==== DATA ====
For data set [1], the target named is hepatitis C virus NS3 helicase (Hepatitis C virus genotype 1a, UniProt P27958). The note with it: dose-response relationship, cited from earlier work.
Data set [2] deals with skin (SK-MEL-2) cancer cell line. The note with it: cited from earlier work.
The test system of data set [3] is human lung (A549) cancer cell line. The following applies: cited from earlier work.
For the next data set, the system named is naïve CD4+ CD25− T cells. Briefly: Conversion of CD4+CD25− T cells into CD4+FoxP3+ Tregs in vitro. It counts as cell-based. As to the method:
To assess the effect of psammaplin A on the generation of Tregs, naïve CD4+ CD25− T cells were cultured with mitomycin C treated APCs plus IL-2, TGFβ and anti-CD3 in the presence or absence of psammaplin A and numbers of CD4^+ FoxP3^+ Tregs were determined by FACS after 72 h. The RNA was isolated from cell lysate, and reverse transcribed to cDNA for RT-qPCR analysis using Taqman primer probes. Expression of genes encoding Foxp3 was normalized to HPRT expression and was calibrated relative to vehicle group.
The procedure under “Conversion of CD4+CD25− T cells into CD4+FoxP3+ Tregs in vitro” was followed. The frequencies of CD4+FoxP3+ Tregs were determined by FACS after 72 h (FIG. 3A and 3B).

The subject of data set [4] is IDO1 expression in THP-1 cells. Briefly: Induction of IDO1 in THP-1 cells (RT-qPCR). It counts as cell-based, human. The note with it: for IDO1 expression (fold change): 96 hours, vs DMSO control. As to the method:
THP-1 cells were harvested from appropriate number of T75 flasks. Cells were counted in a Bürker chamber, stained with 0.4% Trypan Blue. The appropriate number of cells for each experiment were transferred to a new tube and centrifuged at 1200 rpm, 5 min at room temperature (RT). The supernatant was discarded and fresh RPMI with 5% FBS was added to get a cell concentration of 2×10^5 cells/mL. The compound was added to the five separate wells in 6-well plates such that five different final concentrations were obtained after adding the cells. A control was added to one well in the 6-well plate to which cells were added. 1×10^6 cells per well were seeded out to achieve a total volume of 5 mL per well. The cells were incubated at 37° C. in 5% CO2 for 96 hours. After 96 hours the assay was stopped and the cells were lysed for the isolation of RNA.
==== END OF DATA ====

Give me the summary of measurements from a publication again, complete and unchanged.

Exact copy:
For data set [1], the target named is hepatitis C virus NS3 helicase (Hepatitis C virus genotype 1a, UniProt P27958). The note with it: dose-response relationship, cited from earlier work.
Data set [2] deals with skin (SK-MEL-2) cancer cell line. The note with it: cited from earlier work.
The test system of data set [3] is human lung (A549) cancer cell line. The following applies: cited from earlier work.
For the next data set, the system named is naïve CD4+ CD25− T cells. Briefly: Conversion of CD4+CD25− T cells into CD4+FoxP3+ Tregs in vitro. It counts as cell-based. As to the method:
To assess the effect of psammaplin A on the generation of Tregs, naïve CD4+ CD25− T cells were cultured with mitomycin C treated APCs plus IL-2, TGFβ and anti-CD3 in the presence or absence of psammaplin A and numbers of CD4^+ FoxP3^+ Tregs were determined by FACS after 72 h. The RNA was isolated from cell lysate, and reverse transcribed to cDNA for RT-qPCR analysis using Taqman primer probes. Expression of genes encoding Foxp3 was normalized to HPRT expression and was calibrated relative to vehicle group.
The procedure under “Conversion of CD4+CD25− T cells into CD4+FoxP3+ Tregs in vitro” was followed. The frequencies of CD4+FoxP3+ Tregs were determined by FACS after 72 h (FIG. 3A and 3B).

The subject of data set [4] is IDO1 expression in THP-1 cells. Briefly: Induction of IDO1 in THP-1 cells (RT-qPCR). It counts as cell-based, human. The note with it: for IDO1 expression (fold change): 96 hours, vs DMSO control. As to the method:
THP-1 cells were harvested from appropriate number of T75 flasks. Cells were counted in a Bürker chamber, stained with 0.4% Trypan Blue. The appropriate number of cells for each experiment were transferred to a new tube and centrifuged at 1200 rpm, 5 min at room temperature (RT). The supernatant was discarded and fresh RPMI with 5% FBS was added to get a cell concentration of 2×10^5 cells/mL. The compound was added to the five separate wells in 6-well plates such that five different final concentrations were obtained after adding the cells. A control was added to one well in the 6-well plate to which cells were added. 1×10^6 cells per well were seeded out to achieve a total volume of 5 mL per well. The cells were incubated at 37° C. in 5% CO2 for 96 hours. After 96 hours the assay was stopped and the cells were lysed for the isolation of RNA.